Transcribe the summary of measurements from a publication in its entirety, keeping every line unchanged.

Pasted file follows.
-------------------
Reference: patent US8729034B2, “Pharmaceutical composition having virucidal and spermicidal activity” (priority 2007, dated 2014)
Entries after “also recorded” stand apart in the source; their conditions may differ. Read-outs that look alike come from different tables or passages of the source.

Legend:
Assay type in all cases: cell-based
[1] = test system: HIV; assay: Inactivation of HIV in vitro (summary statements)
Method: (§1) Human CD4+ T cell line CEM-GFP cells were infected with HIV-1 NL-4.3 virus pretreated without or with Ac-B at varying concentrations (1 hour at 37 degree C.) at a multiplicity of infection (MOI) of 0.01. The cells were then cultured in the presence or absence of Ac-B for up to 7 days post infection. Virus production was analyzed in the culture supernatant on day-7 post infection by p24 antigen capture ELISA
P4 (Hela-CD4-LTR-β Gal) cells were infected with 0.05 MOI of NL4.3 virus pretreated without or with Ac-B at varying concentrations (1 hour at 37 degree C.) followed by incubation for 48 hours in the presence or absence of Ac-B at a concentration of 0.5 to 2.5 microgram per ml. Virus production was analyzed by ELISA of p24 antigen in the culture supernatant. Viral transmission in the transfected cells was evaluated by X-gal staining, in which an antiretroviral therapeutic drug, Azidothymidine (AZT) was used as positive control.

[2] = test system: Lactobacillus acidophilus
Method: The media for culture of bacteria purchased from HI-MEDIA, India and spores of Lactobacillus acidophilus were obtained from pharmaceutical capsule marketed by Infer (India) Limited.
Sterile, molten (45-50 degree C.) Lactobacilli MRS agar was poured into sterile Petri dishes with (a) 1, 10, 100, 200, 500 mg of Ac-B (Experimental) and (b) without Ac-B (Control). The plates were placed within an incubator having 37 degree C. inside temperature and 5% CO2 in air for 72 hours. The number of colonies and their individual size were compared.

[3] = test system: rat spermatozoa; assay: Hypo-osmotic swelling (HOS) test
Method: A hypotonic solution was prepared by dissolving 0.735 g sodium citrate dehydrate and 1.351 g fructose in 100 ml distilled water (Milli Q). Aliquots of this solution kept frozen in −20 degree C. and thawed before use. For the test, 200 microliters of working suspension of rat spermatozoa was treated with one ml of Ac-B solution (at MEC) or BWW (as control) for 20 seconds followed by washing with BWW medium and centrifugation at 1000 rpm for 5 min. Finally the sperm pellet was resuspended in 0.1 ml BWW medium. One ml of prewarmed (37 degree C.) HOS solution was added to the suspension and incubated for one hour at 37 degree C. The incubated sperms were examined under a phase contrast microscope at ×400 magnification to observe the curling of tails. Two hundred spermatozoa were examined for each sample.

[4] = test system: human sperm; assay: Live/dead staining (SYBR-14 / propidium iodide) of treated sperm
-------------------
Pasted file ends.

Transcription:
Reference: patent US8729034B2, “Pharmaceutical composition having virucidal and spermicidal activity” (priority 2007, dated 2014)
Entries after “also recorded” stand apart in the source; their conditions may differ. Read-outs that look alike come from different tables or passages of the source.

Legend:
Assay type in all cases: cell-based
[1] = test system: HIV; assay: Inactivation of HIV in vitro (summary statements)
Method: (§1) Human CD4+ T cell line CEM-GFP cells were infected with HIV-1 NL-4.3 virus pretreated without or with Ac-B at varying concentrations (1 hour at 37 degree C.) at a multiplicity of infection (MOI) of 0.01. The cells were then cultured in the presence or absence of Ac-B for up to 7 days post infection. Virus production was analyzed in the culture supernatant on day-7 post infection by p24 antigen capture ELISA
P4 (Hela-CD4-LTR-β Gal) cells were infected with 0.05 MOI of NL4.3 virus pretreated without or with Ac-B at varying concentrations (1 hour at 37 degree C.) followed by incubation for 48 hours in the presence or absence of Ac-B at a concentration of 0.5 to 2.5 microgram per ml. Virus production was analyzed by ELISA of p24 antigen in the culture supernatant. Viral transmission in the transfected cells was evaluated by X-gal staining, in which an antiretroviral therapeutic drug, Azidothymidine (AZT) was used as positive control.

[2] = test system: Lactobacillus acidophilus
Method: The media for culture of bacteria purchased from HI-MEDIA, India and spores of Lactobacillus acidophilus were obtained from pharmaceutical capsule marketed by Infer (India) Limited.
Sterile, molten (45-50 degree C.) Lactobacilli MRS agar was poured into sterile Petri dishes with (a) 1, 10, 100, 200, 500 mg of Ac-B (Experimental) and (b) without Ac-B (Control). The plates were placed within an incubator having 37 degree C. inside temperature and 5% CO2 in air for 72 hours. The number of colonies and their individual size were compared.

[3] = test system: rat spermatozoa; assay: Hypo-osmotic swelling (HOS) test
Method: A hypotonic solution was prepared by dissolving 0.735 g sodium citrate dehydrate and 1.351 g fructose in 100 ml distilled water (Milli Q). Aliquots of this solution kept frozen in −20 degree C. and thawed before use. For the test, 200 microliters of working suspension of rat spermatozoa was treated with one ml of Ac-B solution (at MEC) or BWW (as control) for 20 seconds followed by washing with BWW medium and centrifugation at 1000 rpm for 5 min. Finally the sperm pellet was resuspended in 0.1 ml BWW medium. One ml of prewarmed (37 degree C.) HOS solution was added to the suspension and incubated for one hour at 37 degree C. The incubated sperms were examined under a phase contrast microscope at ×400 magnification to observe the curling of tails. Two hundred spermatozoa were examined for each sample.

[4] = test system: human sperm; assay: Live/dead staining (SYBR-14 / propidium iodide) of treated sperm